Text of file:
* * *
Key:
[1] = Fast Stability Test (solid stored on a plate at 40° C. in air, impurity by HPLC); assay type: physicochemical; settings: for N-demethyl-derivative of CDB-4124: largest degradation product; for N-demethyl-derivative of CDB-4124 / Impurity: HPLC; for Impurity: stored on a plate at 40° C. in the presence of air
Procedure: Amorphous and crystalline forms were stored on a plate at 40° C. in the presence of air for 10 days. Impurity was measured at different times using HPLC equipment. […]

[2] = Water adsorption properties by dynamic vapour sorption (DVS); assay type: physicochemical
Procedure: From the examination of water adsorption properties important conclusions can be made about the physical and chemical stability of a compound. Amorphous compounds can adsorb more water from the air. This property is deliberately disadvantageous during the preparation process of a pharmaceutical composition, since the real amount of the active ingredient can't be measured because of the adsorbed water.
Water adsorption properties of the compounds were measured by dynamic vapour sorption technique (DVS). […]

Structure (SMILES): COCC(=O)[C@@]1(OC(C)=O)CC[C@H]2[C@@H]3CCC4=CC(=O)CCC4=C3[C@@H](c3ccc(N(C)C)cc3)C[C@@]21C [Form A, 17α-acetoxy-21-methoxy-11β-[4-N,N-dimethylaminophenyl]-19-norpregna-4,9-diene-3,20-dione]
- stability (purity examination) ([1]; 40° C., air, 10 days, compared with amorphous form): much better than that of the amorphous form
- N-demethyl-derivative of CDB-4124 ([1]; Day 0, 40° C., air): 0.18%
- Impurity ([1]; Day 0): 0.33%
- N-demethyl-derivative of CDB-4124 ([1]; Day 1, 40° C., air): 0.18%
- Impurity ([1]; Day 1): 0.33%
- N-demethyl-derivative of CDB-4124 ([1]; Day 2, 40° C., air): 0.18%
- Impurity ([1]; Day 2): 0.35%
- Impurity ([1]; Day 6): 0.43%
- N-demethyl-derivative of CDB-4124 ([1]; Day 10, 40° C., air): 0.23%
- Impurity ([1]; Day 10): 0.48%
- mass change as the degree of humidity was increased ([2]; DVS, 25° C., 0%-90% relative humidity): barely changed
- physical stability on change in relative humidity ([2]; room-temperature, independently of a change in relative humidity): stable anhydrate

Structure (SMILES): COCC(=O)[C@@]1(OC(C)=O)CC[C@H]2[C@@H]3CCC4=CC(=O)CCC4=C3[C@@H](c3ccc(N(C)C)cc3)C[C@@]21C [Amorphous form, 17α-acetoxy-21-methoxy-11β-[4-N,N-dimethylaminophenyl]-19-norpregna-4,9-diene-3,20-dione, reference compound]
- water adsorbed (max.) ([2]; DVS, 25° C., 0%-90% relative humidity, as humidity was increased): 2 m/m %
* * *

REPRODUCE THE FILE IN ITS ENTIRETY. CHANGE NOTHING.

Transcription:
Key:
[1] = Fast Stability Test (solid stored on a plate at 40° C. in air, impurity by HPLC); assay type: physicochemical; settings: for N-demethyl-derivative of CDB-4124: largest degradation product; for N-demethyl-derivative of CDB-4124 / Impurity: HPLC; for Impurity: stored on a plate at 40° C. in the presence of air
Procedure: Amorphous and crystalline forms were stored on a plate at 40° C. in the presence of air for 10 days. Impurity was measured at different times using HPLC equipment. […]

[2] = Water adsorption properties by dynamic vapour sorption (DVS); assay type: physicochemical
Procedure: From the examination of water adsorption properties important conclusions can be made about the physical and chemical stability of a compound. Amorphous compounds can adsorb more water from the air. This property is deliberately disadvantageous during the preparation process of a pharmaceutical composition, since the real amount of the active ingredient can't be measured because of the adsorbed water.
Water adsorption properties of the compounds were measured by dynamic vapour sorption technique (DVS). […]

Structure (SMILES): COCC(=O)[C@@]1(OC(C)=O)CC[C@H]2[C@@H]3CCC4=CC(=O)CCC4=C3[C@@H](c3ccc(N(C)C)cc3)C[C@@]21C [Form A, 17α-acetoxy-21-methoxy-11β-[4-N,N-dimethylaminophenyl]-19-norpregna-4,9-diene-3,20-dione]
- stability (purity examination) ([1]; 40° C., air, 10 days, compared with amorphous form): much better than that of the amorphous form
- N-demethyl-derivative of CDB-4124 ([1]; Day 0, 40° C., air): 0.18%
- Impurity ([1]; Day 0): 0.33%
- N-demethyl-derivative of CDB-4124 ([1]; Day 1, 40° C., air): 0.18%
- Impurity ([1]; Day 1): 0.33%
- N-demethyl-derivative of CDB-4124 ([1]; Day 2, 40° C., air): 0.18%
- Impurity ([1]; Day 2): 0.35%
- Impurity ([1]; Day 6): 0.43%
- N-demethyl-derivative of CDB-4124 ([1]; Day 10, 40° C., air): 0.23%
- Impurity ([1]; Day 10): 0.48%
- mass change as the degree of humidity was increased ([2]; DVS, 25° C., 0%-90% relative humidity): barely changed
- physical stability on change in relative humidity ([2]; room-temperature, independently of a change in relative humidity): stable anhydrate

Structure (SMILES): COCC(=O)[C@@]1(OC(C)=O)CC[C@H]2[C@@H]3CCC4=CC(=O)CCC4=C3[C@@H](c3ccc(N(C)C)cc3)C[C@@]21C [Amorphous form, 17α-acetoxy-21-methoxy-11β-[4-N,N-dimethylaminophenyl]-19-norpregna-4,9-diene-3,20-dione, reference compound]
- water adsorbed (max.) ([2]; DVS, 25° C., 0%-90% relative humidity, as humidity was increased): 2 m/m %